One review of trials – conducted between 1980 and 2006 – looked at 12 studies, involving a total of 251 participants. Subjects were divided into two groups: An intervention group, with carbohydrates making up 29% of its TEI (range: 4 to 45%), and a control group, with carbohydrates making up 55% of its TEI (range: 40 to 70%)6. Authors found a significantly greater reduction in the intervention group’s fasting blood glucose and HbA1C, compared to the control group’s6. Lower levels of carbohydrates resulted in greater reductions in both measures6. Reviewers of this article noted there was a lack of information regarding review methods and study quality, which could have affected the reliability the results7. In another review, that looked at studies – published from 2001 to 2015 – on adult diabetics, researchers found there was a significant reduction in Glycated Haemoglobin across all studies8. The significance of the decrease tended to depend on the amount of carbohydrates consumed per day. The reduction in HbA1C ranged from 0.7 to 0.9%, with a daily carbohydrate intake of 75 to 120g8. The greatest reduction was 2.2%, with 30g of carbohydrates per day8. Fasting blood glucose showed an immediate response and decreased from 11.7 mmol/l to 7.0 mmol/l, which necessitated an immediate reduction in medication8. Authors also reported that 52% of subjects consuming 14 % of their TEI from carbohydrates, reduced their medication. This compared to 21% of those following a diet in which carbohydrates made up 53% of their TEI8.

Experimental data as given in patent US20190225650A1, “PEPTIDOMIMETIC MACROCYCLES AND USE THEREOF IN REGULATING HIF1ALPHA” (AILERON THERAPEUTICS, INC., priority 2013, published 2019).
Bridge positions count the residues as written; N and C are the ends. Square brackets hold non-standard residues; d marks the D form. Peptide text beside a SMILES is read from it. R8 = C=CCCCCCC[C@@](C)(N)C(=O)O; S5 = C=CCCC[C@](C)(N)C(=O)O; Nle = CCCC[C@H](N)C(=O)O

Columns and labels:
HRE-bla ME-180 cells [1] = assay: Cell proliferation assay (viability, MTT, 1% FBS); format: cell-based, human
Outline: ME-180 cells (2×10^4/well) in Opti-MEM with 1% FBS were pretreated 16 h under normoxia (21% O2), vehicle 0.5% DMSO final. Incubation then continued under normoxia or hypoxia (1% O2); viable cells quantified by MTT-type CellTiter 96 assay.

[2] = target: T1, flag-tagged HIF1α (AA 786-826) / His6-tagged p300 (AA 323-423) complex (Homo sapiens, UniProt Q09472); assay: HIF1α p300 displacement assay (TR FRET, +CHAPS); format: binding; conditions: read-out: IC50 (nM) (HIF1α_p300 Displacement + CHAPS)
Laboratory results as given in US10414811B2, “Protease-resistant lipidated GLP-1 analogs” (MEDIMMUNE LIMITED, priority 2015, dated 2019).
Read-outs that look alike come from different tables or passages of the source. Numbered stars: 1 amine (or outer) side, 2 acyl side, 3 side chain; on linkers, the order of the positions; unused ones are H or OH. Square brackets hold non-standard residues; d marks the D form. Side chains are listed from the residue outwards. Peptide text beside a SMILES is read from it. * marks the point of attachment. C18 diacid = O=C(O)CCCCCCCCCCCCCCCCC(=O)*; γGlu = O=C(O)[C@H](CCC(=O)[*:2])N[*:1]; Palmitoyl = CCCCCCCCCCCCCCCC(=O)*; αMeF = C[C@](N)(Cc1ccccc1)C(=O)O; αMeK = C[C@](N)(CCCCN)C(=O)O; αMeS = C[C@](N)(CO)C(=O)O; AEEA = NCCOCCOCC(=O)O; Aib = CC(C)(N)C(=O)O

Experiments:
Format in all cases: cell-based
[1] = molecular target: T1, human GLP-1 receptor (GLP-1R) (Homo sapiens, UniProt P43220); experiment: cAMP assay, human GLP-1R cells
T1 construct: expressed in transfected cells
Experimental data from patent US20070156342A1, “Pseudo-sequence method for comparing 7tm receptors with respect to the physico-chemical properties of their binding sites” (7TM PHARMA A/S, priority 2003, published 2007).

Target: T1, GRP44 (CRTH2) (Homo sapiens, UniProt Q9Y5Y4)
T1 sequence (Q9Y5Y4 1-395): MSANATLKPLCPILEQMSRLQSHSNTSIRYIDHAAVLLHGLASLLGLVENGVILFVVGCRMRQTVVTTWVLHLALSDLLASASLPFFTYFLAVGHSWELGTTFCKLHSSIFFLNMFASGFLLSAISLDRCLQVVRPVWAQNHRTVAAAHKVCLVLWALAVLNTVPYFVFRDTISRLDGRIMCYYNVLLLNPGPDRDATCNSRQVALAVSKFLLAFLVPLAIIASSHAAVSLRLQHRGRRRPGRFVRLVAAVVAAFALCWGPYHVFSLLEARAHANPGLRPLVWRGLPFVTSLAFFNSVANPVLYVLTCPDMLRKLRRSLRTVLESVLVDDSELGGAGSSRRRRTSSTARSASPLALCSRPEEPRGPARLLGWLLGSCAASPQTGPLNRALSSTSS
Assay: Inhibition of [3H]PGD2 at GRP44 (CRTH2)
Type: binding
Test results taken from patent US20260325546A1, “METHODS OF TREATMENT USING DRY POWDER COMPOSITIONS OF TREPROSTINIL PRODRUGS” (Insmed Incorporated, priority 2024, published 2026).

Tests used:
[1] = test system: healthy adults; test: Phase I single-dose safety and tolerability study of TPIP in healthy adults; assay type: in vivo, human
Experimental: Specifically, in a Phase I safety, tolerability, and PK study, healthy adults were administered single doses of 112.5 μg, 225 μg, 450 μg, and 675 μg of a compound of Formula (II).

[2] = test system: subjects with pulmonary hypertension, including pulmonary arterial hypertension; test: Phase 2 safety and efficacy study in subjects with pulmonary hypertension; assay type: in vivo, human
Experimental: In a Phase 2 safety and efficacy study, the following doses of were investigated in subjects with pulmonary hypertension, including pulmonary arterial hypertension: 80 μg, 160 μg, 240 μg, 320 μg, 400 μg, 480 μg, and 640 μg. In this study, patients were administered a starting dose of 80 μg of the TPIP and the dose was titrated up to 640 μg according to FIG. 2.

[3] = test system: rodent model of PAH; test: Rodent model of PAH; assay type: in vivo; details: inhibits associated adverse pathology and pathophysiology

Another paper reviewing nine meta-analyses, identified 12 studies on diabetic adults – all with an intervention period of 4 or more weeks4. Authors found that only 1 of the 12 studies reported a significant reduction in HbA1C concentration following the implementation of a low-carbohydrate Mediterranean (LCM) diet9. They also found none of the studies indicated any significant differences in the fasting blood glucose of those on LCDs and those on other diets4. A meta-analysis by Naude et al (2014,) that compared 19 trials with a total of 3209 participants, concluded that groups on low-carbohydrate diets and groups on balanced diets showed similar reductions in their average HbA1c after 3 to 6 months10. At 1 to 2 years, the average HbA1c change was more variable. However, when combining data from all the trials, the two diets showed similar changes in HbA1c in diabetic subjects at 3 to 6 months and at 1 to 2 years10. A similar result was found in terms of fasting blood glucose at 3 to 6 months and at 1 to 2 years, on both diets10.